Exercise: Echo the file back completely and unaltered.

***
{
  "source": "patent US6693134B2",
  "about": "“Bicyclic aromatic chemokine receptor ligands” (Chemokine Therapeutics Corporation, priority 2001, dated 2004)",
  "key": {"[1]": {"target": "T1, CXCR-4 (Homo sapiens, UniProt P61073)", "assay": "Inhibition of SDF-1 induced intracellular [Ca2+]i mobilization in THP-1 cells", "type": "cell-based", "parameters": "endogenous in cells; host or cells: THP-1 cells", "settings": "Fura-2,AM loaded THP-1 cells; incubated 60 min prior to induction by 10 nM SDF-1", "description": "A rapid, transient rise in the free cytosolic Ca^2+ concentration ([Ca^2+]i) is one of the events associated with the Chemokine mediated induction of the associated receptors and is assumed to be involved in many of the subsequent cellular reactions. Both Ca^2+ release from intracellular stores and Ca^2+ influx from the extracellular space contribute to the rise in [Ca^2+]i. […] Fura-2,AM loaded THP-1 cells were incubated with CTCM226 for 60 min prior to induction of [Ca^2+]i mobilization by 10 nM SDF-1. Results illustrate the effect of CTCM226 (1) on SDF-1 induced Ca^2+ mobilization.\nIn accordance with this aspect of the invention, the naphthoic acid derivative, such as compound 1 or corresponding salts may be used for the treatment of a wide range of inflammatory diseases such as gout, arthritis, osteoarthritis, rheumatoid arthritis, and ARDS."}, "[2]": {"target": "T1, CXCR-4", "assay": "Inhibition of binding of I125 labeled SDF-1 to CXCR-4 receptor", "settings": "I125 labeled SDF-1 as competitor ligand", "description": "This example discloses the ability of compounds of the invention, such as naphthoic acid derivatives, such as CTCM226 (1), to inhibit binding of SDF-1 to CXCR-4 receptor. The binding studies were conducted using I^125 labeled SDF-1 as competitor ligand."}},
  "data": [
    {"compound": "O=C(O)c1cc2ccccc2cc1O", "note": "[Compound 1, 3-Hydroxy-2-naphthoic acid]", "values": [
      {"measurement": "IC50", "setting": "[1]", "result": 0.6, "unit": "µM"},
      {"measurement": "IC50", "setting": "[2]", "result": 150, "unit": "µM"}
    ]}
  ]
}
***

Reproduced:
{
  "source": "patent US6693134B2",
  "about": "“Bicyclic aromatic chemokine receptor ligands” (Chemokine Therapeutics Corporation, priority 2001, dated 2004)",
  "key": {"[1]": {"target": "T1, CXCR-4 (Homo sapiens, UniProt P61073)", "assay": "Inhibition of SDF-1 induced intracellular [Ca2+]i mobilization in THP-1 cells", "type": "cell-based", "parameters": "endogenous in cells; host or cells: THP-1 cells", "settings": "Fura-2,AM loaded THP-1 cells; incubated 60 min prior to induction by 10 nM SDF-1", "description": "A rapid, transient rise in the free cytosolic Ca^2+ concentration ([Ca^2+]i) is one of the events associated with the Chemokine mediated induction of the associated receptors and is assumed to be involved in many of the subsequent cellular reactions. Both Ca^2+ release from intracellular stores and Ca^2+ influx from the extracellular space contribute to the rise in [Ca^2+]i. […] Fura-2,AM loaded THP-1 cells were incubated with CTCM226 for 60 min prior to induction of [Ca^2+]i mobilization by 10 nM SDF-1. Results illustrate the effect of CTCM226 (1) on SDF-1 induced Ca^2+ mobilization.\nIn accordance with this aspect of the invention, the naphthoic acid derivative, such as compound 1 or corresponding salts may be used for the treatment of a wide range of inflammatory diseases such as gout, arthritis, osteoarthritis, rheumatoid arthritis, and ARDS."}, "[2]": {"target": "T1, CXCR-4", "assay": "Inhibition of binding of I125 labeled SDF-1 to CXCR-4 receptor", "settings": "I125 labeled SDF-1 as competitor ligand", "description": "This example discloses the ability of compounds of the invention, such as naphthoic acid derivatives, such as CTCM226 (1), to inhibit binding of SDF-1 to CXCR-4 receptor. The binding studies were conducted using I^125 labeled SDF-1 as competitor ligand."}},
  "data": [
    {"compound": "O=C(O)c1cc2ccccc2cc1O", "note": "[Compound 1, 3-Hydroxy-2-naphthoic acid]", "values": [
      {"measurement": "IC50", "setting": "[1]", "result": 0.6, "unit": "µM"},
      {"measurement": "IC50", "setting": "[2]", "result": 150, "unit": "µM"}
    ]}
  ]
}